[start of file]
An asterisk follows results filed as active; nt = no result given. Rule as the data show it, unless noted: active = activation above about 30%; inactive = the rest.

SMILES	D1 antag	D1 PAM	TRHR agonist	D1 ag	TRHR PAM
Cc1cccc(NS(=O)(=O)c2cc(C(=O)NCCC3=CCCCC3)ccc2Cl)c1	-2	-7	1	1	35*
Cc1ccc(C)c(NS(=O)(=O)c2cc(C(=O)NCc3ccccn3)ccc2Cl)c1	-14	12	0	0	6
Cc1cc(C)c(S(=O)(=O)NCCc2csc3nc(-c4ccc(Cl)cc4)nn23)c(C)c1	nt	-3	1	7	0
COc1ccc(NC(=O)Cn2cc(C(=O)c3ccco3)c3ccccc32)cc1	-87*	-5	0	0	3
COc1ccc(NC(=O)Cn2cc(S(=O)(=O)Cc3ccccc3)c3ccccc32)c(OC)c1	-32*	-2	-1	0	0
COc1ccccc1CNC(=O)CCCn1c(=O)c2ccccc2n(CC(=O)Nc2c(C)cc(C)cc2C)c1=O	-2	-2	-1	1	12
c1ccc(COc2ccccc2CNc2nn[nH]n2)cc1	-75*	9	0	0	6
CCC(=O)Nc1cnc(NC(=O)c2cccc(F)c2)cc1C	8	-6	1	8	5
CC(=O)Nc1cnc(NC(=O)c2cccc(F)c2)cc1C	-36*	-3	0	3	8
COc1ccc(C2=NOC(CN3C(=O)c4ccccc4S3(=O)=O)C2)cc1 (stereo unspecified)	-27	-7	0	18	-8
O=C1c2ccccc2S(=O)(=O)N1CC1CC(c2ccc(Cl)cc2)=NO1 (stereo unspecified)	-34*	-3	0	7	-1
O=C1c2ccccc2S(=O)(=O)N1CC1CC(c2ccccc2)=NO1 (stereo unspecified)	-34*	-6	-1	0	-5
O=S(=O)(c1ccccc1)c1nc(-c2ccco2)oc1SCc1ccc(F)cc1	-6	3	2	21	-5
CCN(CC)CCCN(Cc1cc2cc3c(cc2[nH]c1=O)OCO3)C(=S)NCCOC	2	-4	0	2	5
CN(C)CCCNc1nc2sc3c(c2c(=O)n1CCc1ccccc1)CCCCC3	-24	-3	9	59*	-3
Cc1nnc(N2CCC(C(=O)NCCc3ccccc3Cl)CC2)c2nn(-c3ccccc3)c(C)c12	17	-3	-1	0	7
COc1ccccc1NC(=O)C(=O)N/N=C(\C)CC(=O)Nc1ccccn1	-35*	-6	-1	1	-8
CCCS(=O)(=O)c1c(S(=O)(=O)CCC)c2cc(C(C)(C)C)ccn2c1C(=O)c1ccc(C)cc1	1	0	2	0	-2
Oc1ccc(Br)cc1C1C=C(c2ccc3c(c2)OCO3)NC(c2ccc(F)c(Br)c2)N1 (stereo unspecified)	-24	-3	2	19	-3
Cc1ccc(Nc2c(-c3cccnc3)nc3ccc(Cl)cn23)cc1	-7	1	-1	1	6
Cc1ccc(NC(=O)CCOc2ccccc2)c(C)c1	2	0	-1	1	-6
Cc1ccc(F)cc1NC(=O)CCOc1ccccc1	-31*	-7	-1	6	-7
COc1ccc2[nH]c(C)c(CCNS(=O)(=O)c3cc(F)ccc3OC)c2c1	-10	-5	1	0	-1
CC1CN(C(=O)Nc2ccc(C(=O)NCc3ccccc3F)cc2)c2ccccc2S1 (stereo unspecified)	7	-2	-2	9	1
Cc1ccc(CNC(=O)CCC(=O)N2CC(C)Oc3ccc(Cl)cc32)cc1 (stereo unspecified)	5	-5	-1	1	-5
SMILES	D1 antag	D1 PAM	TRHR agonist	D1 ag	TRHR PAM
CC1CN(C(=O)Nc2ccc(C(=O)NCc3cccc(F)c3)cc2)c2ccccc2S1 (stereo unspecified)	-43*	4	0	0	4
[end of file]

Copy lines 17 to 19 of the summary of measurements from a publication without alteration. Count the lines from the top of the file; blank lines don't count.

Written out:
CN(C)CCCNc1nc2sc3c(c2c(=O)n1CCc1ccccc1)CCCCC3	-24	-3	9	59*	-3
Cc1nnc(N2CCC(C(=O)NCCc3ccccc3Cl)CC2)c2nn(-c3ccccc3)c(C)c12	17	-3	-1	0	7
COc1ccccc1NC(=O)C(=O)N/N=C(\C)CC(=O)Nc1ccccn1	-35*	-6	-1	1	-8